Early in the pandemic it was hard to imagine we’d have safe and effective vaccines against Covid-19 available in under 9 months. As vaccines progressed through their trials the FDA announced the bar for approval would be 50% effectiveness. Even something less, if that’s all biomedicine could muster, would have helped. After all the previous year’s flu vaccine hadn’t been quite 40% effective.
Now we’re incredibly fortunate to have a shot that is highly protective against both infection and severe disease, though the Pfizer shot does appear to wane in its effectiveness after about six months especially for older recipients (though remains quite effective against bad outcomes). So boosters may be needed, and perhaps initial dosing was spaced too close together.
With widespread community transmission, there are more breakthrough cases even among the vaccinated. It’s not just a personal choice whether to protect oneself, though, because vaccines reduce the chance of infection, and help people clear the virus more quickly when they do get infected. That means those who are vaccinated are less likely to spread to others.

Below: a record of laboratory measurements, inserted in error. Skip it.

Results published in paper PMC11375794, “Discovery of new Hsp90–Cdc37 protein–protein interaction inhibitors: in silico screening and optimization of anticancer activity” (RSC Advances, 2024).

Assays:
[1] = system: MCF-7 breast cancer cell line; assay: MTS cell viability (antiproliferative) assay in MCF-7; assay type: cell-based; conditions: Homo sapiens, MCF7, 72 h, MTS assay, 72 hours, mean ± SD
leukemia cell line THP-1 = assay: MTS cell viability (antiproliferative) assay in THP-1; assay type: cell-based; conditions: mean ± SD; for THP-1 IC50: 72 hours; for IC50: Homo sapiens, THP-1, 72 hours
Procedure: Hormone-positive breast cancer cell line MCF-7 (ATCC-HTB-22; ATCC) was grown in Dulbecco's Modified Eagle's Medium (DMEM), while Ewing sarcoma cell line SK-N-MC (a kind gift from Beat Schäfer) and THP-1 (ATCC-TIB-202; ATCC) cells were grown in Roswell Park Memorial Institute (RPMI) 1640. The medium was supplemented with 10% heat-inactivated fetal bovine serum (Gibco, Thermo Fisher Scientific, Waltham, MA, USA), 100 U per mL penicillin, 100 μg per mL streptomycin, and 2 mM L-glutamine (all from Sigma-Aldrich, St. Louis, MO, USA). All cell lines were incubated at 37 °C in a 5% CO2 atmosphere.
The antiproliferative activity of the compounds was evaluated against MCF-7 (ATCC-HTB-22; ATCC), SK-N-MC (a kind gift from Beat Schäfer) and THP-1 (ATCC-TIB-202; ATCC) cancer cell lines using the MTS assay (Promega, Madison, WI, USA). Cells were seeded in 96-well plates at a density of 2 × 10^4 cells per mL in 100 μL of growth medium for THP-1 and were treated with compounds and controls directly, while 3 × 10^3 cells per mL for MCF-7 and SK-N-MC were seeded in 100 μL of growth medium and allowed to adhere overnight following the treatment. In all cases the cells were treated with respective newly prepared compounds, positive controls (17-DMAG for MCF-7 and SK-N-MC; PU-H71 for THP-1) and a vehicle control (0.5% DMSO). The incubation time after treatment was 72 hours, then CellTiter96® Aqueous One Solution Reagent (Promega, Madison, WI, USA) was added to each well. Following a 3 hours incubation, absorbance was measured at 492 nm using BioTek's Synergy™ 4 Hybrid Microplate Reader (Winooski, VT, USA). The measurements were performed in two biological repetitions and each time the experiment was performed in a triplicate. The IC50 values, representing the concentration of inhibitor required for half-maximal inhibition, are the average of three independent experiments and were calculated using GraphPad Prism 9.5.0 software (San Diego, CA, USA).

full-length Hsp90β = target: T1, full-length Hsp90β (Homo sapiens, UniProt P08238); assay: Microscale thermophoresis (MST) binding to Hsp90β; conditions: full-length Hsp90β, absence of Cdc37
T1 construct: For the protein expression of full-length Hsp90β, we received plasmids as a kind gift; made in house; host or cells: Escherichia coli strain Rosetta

Companies want their employees to be vaccinated,
- It gives other employees confidence to return to office, since they’re less likely to be returning to an indoor environment where spread will be prevalent.
- It reduces the chance that employees will get sick and reduce a company’s productivity – and reduce the chances of a superspreader event that takes out many employees.
Airlines have a real problem when employees call out sick, especially during peak times like holidays. So they want their employees to be vaccinated. United Airlines has been willing to say ‘no vaccine, no work.’ Delta Air Lines first said vaccines would be required for new hires, and then said existing employees who didn’t get vaccinated would face higher insurance co-pays and other measures.
So far American Airlines has stuck to incentives – time off for getting vaccinated and $50 worth of company scrip – but found that many simply wouldn’t do it. Reading employee message boards there’s a lot of vaccine hesitancy, skepticism, and anger.
Now, however, President Biden has declared that everyone in the country he can plausibly pressure into getting vaccinated will need to do so. He clearly has power to impose vaccination on the military, as well as federal employees. The ‘government as employer’ has the power to do things, in most cases, that other employers can do – even if they can’t do so as the government.
Things get more complicated looking at the rest of the President’s orders. Threatening federal funding for health care facilities that don’t impsoe vaccination requirements is tricky. President Trump tried to impose new conditions on federal funding as pressure against sanctuary cities, and the courts didn’t go along. However by addressing funding for individual facilities rather than all of a jurisdiction’s health care budgets the courts may not find this a sufficiently burdensome new condition to be problematic.